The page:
Disproportionality? What that Really Means for Our Children in the Child-Welfare System.
When thinking about protecting children and families through the social work lens, individuals tend to think about removing kids from home and newborns born addicted to drugs. Rarely protecting them from the system meant to help them is what comes to mind: especially black families and families of color. Disproportionality is the theme social workers may often hear, which may be simultaneously heard with systematic racism and bias. Well, what do I mean when I use the word “disproportionate ?” African American children are being placed away from their families in the child welfare system more than white children, even when they have the same problems with living. Consider this; more than two-fifths of the foster care population are black children; however, black children are less than one-fifth of the nation’s population. That means more white children are able to stay with their parents during intervention than black children or children of color. As a social worker in the child welfare system, black mothers are viewed as less trustworthy and irresponsible than their white counterparts. Often institutionalized racism and racial disparities are not considered, which the children have no control of. I propose assessing the systems in which many black families are in. Let’s look into the bias and prejudices within how the system operates. Who is involved in the decision making? Are they considering racial imbalances within the system? Are black parents being properly advocated for? Or simply looked at as a “product of their environment?.” I propose assessing how social workers can intervene at the prevention stage versus the crisis stage.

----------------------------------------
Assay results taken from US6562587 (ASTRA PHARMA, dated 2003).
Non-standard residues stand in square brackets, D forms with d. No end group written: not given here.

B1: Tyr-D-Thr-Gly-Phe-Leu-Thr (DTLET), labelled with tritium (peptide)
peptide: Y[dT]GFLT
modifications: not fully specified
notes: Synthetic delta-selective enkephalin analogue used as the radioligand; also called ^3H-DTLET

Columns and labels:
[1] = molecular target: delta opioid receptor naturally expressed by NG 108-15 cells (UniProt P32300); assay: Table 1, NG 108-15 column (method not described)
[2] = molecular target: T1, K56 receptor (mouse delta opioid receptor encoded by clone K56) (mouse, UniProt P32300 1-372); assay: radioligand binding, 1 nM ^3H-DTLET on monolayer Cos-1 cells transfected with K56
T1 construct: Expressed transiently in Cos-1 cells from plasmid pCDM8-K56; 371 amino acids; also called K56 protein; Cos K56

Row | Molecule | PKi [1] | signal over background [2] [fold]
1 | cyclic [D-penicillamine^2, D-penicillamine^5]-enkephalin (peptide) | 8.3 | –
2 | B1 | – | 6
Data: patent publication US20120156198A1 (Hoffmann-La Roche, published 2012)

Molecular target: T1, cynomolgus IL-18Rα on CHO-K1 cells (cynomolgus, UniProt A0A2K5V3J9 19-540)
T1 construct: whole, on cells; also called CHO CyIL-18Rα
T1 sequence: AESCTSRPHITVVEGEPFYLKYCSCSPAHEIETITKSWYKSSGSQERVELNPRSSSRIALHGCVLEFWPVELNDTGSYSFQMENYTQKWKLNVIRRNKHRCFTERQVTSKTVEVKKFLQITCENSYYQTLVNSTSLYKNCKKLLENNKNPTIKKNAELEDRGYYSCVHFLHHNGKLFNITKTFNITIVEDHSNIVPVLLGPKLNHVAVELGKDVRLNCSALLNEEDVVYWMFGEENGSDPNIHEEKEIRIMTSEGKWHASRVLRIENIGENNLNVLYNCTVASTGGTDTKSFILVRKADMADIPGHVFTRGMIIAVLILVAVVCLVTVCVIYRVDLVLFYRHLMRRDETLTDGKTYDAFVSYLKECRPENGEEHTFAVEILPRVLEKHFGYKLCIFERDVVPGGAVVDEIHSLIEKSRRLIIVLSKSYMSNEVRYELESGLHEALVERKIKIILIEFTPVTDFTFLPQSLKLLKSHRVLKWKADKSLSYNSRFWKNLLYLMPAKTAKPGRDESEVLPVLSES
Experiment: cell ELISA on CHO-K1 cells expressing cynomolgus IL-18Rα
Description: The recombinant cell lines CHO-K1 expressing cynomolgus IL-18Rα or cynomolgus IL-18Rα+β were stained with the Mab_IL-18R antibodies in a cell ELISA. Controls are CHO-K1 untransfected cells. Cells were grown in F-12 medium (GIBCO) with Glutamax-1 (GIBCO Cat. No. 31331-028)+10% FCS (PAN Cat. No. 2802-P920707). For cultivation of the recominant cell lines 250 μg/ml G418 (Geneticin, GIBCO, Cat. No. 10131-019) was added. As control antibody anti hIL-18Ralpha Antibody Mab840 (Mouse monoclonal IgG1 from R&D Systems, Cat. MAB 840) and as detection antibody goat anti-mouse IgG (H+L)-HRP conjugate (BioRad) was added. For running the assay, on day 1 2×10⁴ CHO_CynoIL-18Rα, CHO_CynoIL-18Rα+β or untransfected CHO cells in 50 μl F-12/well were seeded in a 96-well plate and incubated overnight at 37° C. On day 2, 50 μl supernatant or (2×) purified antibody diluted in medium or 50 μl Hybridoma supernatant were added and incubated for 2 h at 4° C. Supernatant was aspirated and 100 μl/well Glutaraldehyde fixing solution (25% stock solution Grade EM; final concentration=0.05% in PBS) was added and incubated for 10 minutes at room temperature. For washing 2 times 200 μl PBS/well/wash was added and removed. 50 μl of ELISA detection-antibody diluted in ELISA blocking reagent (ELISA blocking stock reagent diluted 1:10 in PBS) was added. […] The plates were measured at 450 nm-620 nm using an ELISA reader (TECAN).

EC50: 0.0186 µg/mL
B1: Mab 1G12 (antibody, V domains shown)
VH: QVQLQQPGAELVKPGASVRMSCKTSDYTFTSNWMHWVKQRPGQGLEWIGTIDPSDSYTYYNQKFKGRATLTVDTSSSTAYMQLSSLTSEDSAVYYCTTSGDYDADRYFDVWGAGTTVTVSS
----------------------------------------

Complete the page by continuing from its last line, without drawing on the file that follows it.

References Roberts, D. (2014). Caseworker files - race and class in the child welfare system | failure to protect | frontline. PBS. Retrieved October 4, 2021, from https://www.pbs.org/wgbh/pages/frontline/shows/fostercare/caseworker/roberts.html.